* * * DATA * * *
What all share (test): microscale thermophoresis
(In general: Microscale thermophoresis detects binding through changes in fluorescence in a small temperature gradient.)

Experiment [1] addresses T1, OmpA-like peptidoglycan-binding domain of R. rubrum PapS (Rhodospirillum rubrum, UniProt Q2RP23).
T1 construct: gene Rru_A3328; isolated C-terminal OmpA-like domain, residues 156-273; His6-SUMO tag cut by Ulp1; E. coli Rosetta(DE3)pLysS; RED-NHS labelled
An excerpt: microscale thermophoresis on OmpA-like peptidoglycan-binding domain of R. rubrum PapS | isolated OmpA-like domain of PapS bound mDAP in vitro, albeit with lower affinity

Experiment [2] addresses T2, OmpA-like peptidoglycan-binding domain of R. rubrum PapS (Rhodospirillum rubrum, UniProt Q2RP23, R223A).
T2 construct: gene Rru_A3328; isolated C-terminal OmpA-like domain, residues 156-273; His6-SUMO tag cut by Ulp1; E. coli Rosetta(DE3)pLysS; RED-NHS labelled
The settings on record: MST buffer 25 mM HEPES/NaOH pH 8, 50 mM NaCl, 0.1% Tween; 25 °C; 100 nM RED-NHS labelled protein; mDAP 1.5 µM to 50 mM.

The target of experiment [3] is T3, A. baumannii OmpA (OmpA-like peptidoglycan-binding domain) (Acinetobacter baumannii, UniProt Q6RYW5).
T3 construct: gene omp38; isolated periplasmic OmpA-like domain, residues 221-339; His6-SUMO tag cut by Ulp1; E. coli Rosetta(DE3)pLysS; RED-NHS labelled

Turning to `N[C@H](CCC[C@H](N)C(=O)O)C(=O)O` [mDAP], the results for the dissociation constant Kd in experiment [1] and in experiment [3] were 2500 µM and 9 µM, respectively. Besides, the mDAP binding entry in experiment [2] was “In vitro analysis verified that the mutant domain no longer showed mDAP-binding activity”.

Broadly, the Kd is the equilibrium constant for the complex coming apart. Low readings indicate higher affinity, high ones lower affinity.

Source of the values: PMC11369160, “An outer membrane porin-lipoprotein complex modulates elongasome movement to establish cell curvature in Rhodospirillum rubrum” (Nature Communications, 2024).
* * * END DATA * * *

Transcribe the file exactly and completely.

What all share (test): microscale thermophoresis
(In general: Microscale thermophoresis detects binding through changes in fluorescence in a small temperature gradient.)

Experiment [1] addresses T1, OmpA-like peptidoglycan-binding domain of R. rubrum PapS (Rhodospirillum rubrum, UniProt Q2RP23).
T1 construct: gene Rru_A3328; isolated C-terminal OmpA-like domain, residues 156-273; His6-SUMO tag cut by Ulp1; E. coli Rosetta(DE3)pLysS; RED-NHS labelled
An excerpt: microscale thermophoresis on OmpA-like peptidoglycan-binding domain of R. rubrum PapS | isolated OmpA-like domain of PapS bound mDAP in vitro, albeit with lower affinity

Experiment [2] addresses T2, OmpA-like peptidoglycan-binding domain of R. rubrum PapS (Rhodospirillum rubrum, UniProt Q2RP23, R223A).
T2 construct: gene Rru_A3328; isolated C-terminal OmpA-like domain, residues 156-273; His6-SUMO tag cut by Ulp1; E. coli Rosetta(DE3)pLysS; RED-NHS labelled
The settings on record: MST buffer 25 mM HEPES/NaOH pH 8, 50 mM NaCl, 0.1% Tween; 25 °C; 100 nM RED-NHS labelled protein; mDAP 1.5 µM to 50 mM.

The target of experiment [3] is T3, A. baumannii OmpA (OmpA-like peptidoglycan-binding domain) (Acinetobacter baumannii, UniProt Q6RYW5).
T3 construct: gene omp38; isolated periplasmic OmpA-like domain, residues 221-339; His6-SUMO tag cut by Ulp1; E. coli Rosetta(DE3)pLysS; RED-NHS labelled

Turning to `N[C@H](CCC[C@H](N)C(=O)O)C(=O)O` [mDAP], the results for the dissociation constant Kd in experiment [1] and in experiment [3] were 2500 µM and 9 µM, respectively. Besides, the mDAP binding entry in experiment [2] was “In vitro analysis verified that the mutant domain no longer showed mDAP-binding activity”.

Broadly, the Kd is the equilibrium constant for the complex coming apart. Low readings indicate higher affinity, high ones lower affinity.

Source of the values: PMC11369160, “An outer membrane porin-lipoprotein complex modulates elongasome movement to establish cell curvature in Rhodospirillum rubrum” (Nature Communications, 2024).